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From UFile's tax expert Gerry Vittoratos.

Seniors, taxes and more – Everything you need to know

Jan 28, 2022 by System
The Income Tax Act (ITA) is filled with provisions that allow seniors to save on their taxes. Beyond that, however, there are other measures designed to help seniors with their finances. This article summarizes some of these measures and explains how to optimize certain specific benefits.

 

UFile Blog - Seniors and taxes

Income tax measures

The following are income tax measures that are targeted towards seniors.

Pension income splitting: A pensioner who has a spouse and has received eligible pension income (RRSP, RRIF, RPP) can split up to 50% of that income with their spouse.

Pension income amount: You can claim a non-refundable tax credit of up to $2,000 if you received eligible pension income.

Age amount: If you are 65 or over at the end of the year and you earned less than $90,000, you are eligible for this non-refundable tax credit.

Canada caregiver credit: If you support a spouse who has an impairment, you can claim this credit to supplement the existing spousal amount.

Disability tax credit: If a medical practitioner certifies that you are disabled, you can claim this substantial non-refundable tax credit.

Expert tip: If the medical practitioner certifies that your disability was present for several years prior to the year of your application, you can claim the disability tax credit for each of those years by requesting an adjustment of your tax returns up to 10 years back from the current year.

Home accessibility tax credit: You may be eligible for this non-refundable tax credit if you made renovations to your home in order to make it more accessible. The minimum requirement is to be at least 65 years old at the end of the year.

Benefits

Benefits specifically targeted towards seniors are pension benefits such as Old Age Security (OAS) and the related Guaranteed Income Supplement (GIS). OAS is a monthly pension that you start collecting when you reach age 65. The GIS is paid to low-income earners in addition to the OAS and it is tax-free.

Expert tip: Ordinarily, you have to be 65 or older to collect the GIS; however, if you are widowed and between the ages of 60 and 64, you can apply for the Allowance for the Survivor. This is done through the My Service Canada Account portal, and the eligibility criteria and benefit amounts are the same as for the GIS.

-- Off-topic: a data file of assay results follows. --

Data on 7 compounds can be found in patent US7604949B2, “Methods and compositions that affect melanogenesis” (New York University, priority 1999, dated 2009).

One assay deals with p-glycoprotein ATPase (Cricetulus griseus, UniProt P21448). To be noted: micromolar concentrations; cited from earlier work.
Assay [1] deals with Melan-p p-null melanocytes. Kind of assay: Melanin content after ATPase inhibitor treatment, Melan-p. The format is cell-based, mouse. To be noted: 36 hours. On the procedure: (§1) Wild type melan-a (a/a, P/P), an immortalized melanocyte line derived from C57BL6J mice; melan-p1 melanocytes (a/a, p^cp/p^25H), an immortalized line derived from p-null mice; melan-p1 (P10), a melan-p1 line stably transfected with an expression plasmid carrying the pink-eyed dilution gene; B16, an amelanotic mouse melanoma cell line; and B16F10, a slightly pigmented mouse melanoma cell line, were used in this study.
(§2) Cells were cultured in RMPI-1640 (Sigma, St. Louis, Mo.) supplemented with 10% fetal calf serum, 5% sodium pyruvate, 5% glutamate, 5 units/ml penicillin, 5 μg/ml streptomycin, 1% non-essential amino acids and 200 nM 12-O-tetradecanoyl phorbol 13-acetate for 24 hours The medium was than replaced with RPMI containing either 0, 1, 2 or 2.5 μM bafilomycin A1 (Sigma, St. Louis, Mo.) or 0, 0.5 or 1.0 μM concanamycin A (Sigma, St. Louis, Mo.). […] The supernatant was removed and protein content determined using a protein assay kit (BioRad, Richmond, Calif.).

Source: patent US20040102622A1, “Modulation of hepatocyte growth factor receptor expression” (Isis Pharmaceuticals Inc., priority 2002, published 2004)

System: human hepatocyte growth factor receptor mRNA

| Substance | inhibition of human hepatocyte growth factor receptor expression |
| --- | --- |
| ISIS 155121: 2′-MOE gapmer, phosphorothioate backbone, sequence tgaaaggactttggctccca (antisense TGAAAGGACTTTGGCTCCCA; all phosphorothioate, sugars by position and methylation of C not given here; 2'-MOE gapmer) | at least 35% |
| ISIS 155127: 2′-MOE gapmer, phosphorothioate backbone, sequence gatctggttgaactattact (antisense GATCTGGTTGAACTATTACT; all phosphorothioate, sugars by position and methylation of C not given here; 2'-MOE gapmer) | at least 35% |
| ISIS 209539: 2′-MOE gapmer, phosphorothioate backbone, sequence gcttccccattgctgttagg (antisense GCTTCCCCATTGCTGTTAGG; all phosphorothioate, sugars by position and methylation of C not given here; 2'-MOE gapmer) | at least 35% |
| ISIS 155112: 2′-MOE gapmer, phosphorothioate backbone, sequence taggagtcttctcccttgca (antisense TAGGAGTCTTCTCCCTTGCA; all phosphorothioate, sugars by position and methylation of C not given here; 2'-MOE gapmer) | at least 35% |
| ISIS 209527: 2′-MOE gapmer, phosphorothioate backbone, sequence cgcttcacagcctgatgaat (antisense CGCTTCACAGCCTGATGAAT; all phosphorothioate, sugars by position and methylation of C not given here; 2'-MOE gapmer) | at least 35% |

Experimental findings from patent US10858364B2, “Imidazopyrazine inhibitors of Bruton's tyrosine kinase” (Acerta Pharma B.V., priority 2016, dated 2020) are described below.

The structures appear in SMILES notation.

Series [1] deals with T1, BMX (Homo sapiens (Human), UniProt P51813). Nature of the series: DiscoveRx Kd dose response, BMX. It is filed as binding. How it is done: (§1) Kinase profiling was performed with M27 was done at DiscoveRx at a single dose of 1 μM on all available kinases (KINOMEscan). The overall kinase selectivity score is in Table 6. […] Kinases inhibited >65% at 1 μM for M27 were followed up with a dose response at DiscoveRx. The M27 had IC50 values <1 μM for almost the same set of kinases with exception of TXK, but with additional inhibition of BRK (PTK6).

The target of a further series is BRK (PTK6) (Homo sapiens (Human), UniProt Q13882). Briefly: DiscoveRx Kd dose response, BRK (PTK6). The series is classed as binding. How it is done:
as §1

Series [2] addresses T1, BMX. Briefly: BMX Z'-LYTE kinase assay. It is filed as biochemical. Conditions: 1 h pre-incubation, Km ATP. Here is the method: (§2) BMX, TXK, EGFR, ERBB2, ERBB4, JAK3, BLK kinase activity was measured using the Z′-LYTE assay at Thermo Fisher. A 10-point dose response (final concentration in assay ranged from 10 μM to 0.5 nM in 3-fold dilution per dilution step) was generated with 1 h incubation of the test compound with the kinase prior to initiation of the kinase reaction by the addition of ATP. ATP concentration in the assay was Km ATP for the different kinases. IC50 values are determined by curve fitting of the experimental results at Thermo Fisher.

Considerations for working seniors

Here are some advanced tips for working seniors:

If you decide to continue working past the age of 65, you can delay the payment of your OAS pension. There are two potential benefits to this option:  

  • you will receive a higher amount for each month that your first payment is delayed;
  • you can avoid the OAS pension recovery tax (or “clawback”) on your tax return. If you earn more than the minimum income threshold ($79,845 for 2021), the federal government will charge you an additional tax of 15% for every dollar above the threshold.

You can also make an over-contribution to your RRSP in the year that you turn 71, then make one final RRSP deduction on your tax return beyond the allowable age of 71. Here’s how that works:

  • you make a large lump-sum contribution in the amount computed above in December of the year you turn 71; you will be subject to the over-contribution tax of 1% of the excess contribution for one month (1% of the excess amount), but the tax deduction will far outweigh this tax;
  • you deduct this contribution on your tax return.*

*Since you had “earned income” in the year, you increased your RRSP deduction limit by 18% of that income for the following year and you can deduct the RRSP contribution from December.

Want to learn more? Connect with us on Facebook and Twitter for news and updates on tax return and UFile online tax software. Visit Let's Talk Tax to get accurate answers to all your questions about your tax return.

Presented by UFile's tax expert
Gerry Vittoratos
MTax

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